A team of Mexican archaeologists and architects that are working to rescue and restore the Theban Tomb 39 (TT39) in the city of Luxor, Egypt, reported that they are 60% of the way towards their goal. This was announced by Ms. Gabriela Arrache, the TT39 project leader, at a special event at UVM’s Roma Campus. The TT39 team includes three architects from Universidad del Valle de México.
Gabriela Arrache, who also chairs the Mexican Society of Egyptology said that starting on May 28, 2005, after obtaining permission from Egypt’s Supreme Council of Antiquities, members of the first and only Mexican archaeological mission in that country entered Theban Tomb 39 to convert the memorial into an open place for the public that will bring it back to its former glory.
"The Theban Tomb 39 exceeded our expectations, both in the beauty of the monument and the importance of its character. We are confident that Mexico will contribute to Egyptian history, through the study and interpretation of this monument that has been entrusted to our team."
From 2005 to 2012, the team has conducted 7 seasons of work on the site, which is relevant both to the history of Egypt and the international contribution of a group of professional archaeologists, restorers and architects from Mexico. Regarding the most recent expedition in late 2012, Arrache said "The work carried out was especially successful this season both in the line of archeology, restoration and consolidation of the wonderful murals, as in the consolidation of the monument itself. Our work is approximately 60% complete and we expect to finalize this important monument so it can be opened to the public and so Mexico’s contribution can be internationally recognized."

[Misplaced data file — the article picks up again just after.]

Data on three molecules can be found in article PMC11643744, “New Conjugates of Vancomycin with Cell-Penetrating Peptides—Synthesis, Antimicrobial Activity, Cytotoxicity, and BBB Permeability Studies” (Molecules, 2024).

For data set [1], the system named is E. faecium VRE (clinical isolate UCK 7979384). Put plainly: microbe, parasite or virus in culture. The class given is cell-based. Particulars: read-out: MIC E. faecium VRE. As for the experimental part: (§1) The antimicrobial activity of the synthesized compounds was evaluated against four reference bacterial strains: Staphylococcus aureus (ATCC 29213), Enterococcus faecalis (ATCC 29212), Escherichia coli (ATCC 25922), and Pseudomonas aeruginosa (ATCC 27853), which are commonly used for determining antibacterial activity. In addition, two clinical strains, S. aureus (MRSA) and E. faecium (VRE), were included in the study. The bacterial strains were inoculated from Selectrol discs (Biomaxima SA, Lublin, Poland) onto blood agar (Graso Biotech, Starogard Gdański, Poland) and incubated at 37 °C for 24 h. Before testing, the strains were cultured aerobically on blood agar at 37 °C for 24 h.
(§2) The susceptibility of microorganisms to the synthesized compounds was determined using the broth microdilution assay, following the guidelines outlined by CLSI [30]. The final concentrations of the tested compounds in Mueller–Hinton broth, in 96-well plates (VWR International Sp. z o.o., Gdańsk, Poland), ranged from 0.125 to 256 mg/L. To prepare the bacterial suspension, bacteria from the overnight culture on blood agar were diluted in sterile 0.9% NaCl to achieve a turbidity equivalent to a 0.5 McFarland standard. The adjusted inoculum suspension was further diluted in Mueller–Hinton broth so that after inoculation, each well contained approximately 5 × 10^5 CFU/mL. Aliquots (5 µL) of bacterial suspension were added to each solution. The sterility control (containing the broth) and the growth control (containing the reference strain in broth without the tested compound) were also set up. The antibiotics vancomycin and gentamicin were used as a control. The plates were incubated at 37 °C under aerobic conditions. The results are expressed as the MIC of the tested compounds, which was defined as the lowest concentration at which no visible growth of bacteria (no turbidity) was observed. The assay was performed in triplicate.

Last year, the Embassy of Mexico in Egypt, headed by Ambassador María Carmen Oñate, organized a photo exhibition to share the work that has been completed by the Mexican mission to rescue Theban Tomb 39. They may travel this exhibition to Mexico and other parts of the world.
The TT39 team includes Gabriela Arrache, Dulce María Grimaldi, Patricia Meehan, Luis Eduardo Amaro, Alicia Valdés, Angelina Macías Goytia, José Topiltzin List, Felix Valdés Corral, Gabriela Bautiza and architects from Universidad del Valle Mexico: David Jiménez Guillén, Enrique Sánchez Gómez and Manuel Villarruel Vázquez, all of whom were supported by the National Institute of Anthropology and History and the Ministry of Foreign Affairs.
This article was originally written in Spanish and has been translated into English to be shared on the Laureate International Universities website.